Destructopus: Total Rampage! Review

By , on May 10, 2011

Destructopus: Total Rampage!
Download on the AppStore
3 out of 5


  • Rampage-inspired giant-monster mayhem gameplay.
  • Pick-up and play simplicity; clever virtual-pad and location based touching.
  • Unlockable powers and upgrades; including IAP alternate characters and abilities.
  • Charming retro-inspired style; appropriately grinding music soundtrack.


  • Stiff responses; everything takes a fraction too long to respond - appropriate for a giant monster, bad for split-second reaction gaming.
  • Limited replay value; little motivation to keep playing once you're done.


If you have a penchant for destruction and you enjoy the idea of a giant monster rampaging through a city all in the name of environmentalism, you'll get a kick out of Destructopus; just be aware he's as slow as he is big and that can lead to some frustrating moments.

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There's something about giant monsters and explosive weaponry that just feels right - maybe it's just the whole Horror B-Movie aspect of it all, but I think everyone's inclined to imagine thrashing about causing wanton destruction now and then. Destructopus by GlitchSoft tries to put a positive spin on the actions of the giant be-tentacled behemoth wreaking havoc across the countryside as you attempt to crush the humans who would exploit the endangered species of the planet.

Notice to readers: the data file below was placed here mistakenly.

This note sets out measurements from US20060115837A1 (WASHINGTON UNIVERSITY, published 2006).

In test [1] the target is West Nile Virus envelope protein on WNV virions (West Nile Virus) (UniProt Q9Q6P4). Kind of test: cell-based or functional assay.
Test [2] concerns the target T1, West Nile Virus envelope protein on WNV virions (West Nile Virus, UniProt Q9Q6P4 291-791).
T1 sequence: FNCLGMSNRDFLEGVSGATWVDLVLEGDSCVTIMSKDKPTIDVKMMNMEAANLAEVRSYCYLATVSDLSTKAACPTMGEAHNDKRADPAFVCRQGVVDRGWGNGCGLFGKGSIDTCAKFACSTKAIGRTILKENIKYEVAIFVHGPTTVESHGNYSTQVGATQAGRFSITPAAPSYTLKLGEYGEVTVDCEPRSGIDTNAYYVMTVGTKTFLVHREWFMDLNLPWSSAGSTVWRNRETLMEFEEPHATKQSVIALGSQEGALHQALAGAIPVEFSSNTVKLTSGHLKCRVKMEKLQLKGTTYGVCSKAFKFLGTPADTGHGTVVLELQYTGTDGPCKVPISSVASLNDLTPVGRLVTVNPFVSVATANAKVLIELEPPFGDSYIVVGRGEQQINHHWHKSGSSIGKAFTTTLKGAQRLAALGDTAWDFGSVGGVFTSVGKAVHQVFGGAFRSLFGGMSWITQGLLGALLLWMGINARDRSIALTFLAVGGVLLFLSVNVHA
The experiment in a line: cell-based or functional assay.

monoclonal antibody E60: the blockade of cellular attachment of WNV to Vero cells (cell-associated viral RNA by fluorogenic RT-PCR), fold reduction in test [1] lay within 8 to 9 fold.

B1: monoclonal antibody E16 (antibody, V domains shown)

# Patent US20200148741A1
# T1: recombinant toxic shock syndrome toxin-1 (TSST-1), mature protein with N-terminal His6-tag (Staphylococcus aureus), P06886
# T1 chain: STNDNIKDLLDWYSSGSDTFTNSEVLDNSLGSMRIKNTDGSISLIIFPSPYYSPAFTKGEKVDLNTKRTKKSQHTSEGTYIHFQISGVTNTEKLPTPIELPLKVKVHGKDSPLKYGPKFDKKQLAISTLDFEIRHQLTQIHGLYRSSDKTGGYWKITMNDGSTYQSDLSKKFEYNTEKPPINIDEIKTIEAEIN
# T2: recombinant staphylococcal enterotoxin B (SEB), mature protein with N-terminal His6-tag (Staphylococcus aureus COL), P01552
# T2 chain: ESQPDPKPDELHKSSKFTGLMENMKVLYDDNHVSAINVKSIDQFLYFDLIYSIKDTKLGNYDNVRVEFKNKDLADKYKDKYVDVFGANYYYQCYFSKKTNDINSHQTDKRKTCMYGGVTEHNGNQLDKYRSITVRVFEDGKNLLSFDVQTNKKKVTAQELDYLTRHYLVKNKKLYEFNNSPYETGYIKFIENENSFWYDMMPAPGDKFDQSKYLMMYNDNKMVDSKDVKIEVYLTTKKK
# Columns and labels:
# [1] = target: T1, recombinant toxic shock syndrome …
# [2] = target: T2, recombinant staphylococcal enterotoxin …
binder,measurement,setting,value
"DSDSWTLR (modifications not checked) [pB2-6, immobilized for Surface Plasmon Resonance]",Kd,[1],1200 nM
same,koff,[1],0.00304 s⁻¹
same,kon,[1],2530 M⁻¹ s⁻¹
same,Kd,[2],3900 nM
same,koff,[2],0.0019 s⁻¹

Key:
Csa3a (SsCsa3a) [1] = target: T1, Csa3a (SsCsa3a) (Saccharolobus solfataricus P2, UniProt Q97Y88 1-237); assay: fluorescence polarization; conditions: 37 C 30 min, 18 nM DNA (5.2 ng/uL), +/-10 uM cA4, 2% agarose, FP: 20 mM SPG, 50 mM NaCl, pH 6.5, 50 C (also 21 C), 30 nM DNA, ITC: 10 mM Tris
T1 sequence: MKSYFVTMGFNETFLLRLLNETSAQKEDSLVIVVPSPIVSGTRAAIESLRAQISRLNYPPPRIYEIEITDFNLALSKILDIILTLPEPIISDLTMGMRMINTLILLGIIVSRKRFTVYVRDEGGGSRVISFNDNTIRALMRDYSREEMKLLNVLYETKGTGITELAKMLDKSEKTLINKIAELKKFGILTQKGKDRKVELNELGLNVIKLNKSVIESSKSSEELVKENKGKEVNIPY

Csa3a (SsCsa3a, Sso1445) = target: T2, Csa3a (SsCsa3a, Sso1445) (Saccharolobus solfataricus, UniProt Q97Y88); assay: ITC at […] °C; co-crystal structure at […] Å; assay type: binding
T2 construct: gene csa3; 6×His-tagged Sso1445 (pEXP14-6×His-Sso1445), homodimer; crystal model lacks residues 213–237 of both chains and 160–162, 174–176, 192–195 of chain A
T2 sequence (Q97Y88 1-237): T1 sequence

It may be a soft motivation, but it's reason enough to start barreling your way through cities destroying everything in your path. Your ultimate goal is to survive each level, destroying what you can and freeing trapped animals at the end, though this is easier said than done. The controls may be easy to learn, but the execution leaves a lot to be desired as players fight against the ponderous nature of the giant creature they're controlling. While it's realistic to have each swing, bite, step or crouch take time to complete, it leaves little room for reacting accordingly to the plethora of incoming projectiles. Earlier on this isn't so much of a problem, but later levels start to punish you for not having pre-emptive reflexes to keep your giant creature alive.

All is not lost though and the mindless Rampage-like gameplay is further accentuated by its simple cartoonish style and retro-MIDI grind music reminiscent of titles like the original Doom. Upgrades can be purchased between levels, with further weapons and upgrade levels unlocking as you progress in the game. Special weapons and a second playable character are also available, though these will cost extra. There's not a huge amount of levels available and unless you're pedantic the replay value is limited to gaining '3 stars' on levels (which is much easier once you're upgraded), but updates have added more levels, hopefully with more to come later on.

If you can forgive the clunky gameplay, Destructopus can be great way to de-stress as you blast your way through buildings and high-tech weaponry in this environmentally motivated quest.


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